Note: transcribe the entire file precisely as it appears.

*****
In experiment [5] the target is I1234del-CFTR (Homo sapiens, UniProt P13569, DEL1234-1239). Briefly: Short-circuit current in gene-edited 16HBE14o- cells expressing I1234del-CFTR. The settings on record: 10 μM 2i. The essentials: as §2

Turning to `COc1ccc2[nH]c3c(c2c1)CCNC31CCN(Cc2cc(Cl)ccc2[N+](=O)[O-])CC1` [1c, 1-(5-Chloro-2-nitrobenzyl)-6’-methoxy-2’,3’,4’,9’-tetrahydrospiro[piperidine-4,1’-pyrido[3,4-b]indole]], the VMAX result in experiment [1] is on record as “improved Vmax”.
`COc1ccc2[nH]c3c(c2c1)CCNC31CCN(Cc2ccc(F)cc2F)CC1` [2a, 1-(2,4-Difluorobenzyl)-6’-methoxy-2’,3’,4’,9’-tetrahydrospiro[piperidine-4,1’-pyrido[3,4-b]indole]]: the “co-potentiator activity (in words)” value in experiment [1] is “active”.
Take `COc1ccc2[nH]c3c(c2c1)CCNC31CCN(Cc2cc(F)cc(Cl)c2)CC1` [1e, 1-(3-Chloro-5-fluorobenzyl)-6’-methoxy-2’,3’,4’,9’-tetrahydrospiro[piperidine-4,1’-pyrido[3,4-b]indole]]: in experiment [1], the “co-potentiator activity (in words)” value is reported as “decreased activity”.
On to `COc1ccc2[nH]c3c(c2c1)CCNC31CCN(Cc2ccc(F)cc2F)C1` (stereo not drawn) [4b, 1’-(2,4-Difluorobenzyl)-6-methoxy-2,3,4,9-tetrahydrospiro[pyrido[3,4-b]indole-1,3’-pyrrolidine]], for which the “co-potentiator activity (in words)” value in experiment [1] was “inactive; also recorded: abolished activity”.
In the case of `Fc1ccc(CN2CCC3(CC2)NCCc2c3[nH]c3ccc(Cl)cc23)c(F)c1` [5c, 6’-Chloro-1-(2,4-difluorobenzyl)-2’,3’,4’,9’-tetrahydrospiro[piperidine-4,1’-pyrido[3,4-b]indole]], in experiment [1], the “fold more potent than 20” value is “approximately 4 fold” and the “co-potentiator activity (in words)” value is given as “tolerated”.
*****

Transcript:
In experiment [5] the target is I1234del-CFTR (Homo sapiens, UniProt P13569, DEL1234-1239). Briefly: Short-circuit current in gene-edited 16HBE14o- cells expressing I1234del-CFTR. The settings on record: 10 μM 2i. The essentials: as §2

Turning to `COc1ccc2[nH]c3c(c2c1)CCNC31CCN(Cc2cc(Cl)ccc2[N+](=O)[O-])CC1` [1c, 1-(5-Chloro-2-nitrobenzyl)-6’-methoxy-2’,3’,4’,9’-tetrahydrospiro[piperidine-4,1’-pyrido[3,4-b]indole]], the VMAX result in experiment [1] is on record as “improved Vmax”.
`COc1ccc2[nH]c3c(c2c1)CCNC31CCN(Cc2ccc(F)cc2F)CC1` [2a, 1-(2,4-Difluorobenzyl)-6’-methoxy-2’,3’,4’,9’-tetrahydrospiro[piperidine-4,1’-pyrido[3,4-b]indole]]: the “co-potentiator activity (in words)” value in experiment [1] is “active”.
Take `COc1ccc2[nH]c3c(c2c1)CCNC31CCN(Cc2cc(F)cc(Cl)c2)CC1` [1e, 1-(3-Chloro-5-fluorobenzyl)-6’-methoxy-2’,3’,4’,9’-tetrahydrospiro[piperidine-4,1’-pyrido[3,4-b]indole]]: in experiment [1], the “co-potentiator activity (in words)” value is reported as “decreased activity”.
On to `COc1ccc2[nH]c3c(c2c1)CCNC31CCN(Cc2ccc(F)cc2F)C1` (stereo not drawn) [4b, 1’-(2,4-Difluorobenzyl)-6-methoxy-2,3,4,9-tetrahydrospiro[pyrido[3,4-b]indole-1,3’-pyrrolidine]], for which the “co-potentiator activity (in words)” value in experiment [1] was “inactive; also recorded: abolished activity”.
In the case of `Fc1ccc(CN2CCC3(CC2)NCCc2c3[nH]c3ccc(Cl)cc23)c(F)c1` [5c, 6’-Chloro-1-(2,4-difluorobenzyl)-2’,3’,4’,9’-tetrahydrospiro[piperidine-4,1’-pyrido[3,4-b]indole]], in experiment [1], the “fold more potent than 20” value is “approximately 4 fold” and the “co-potentiator activity (in words)” value is given as “tolerated”.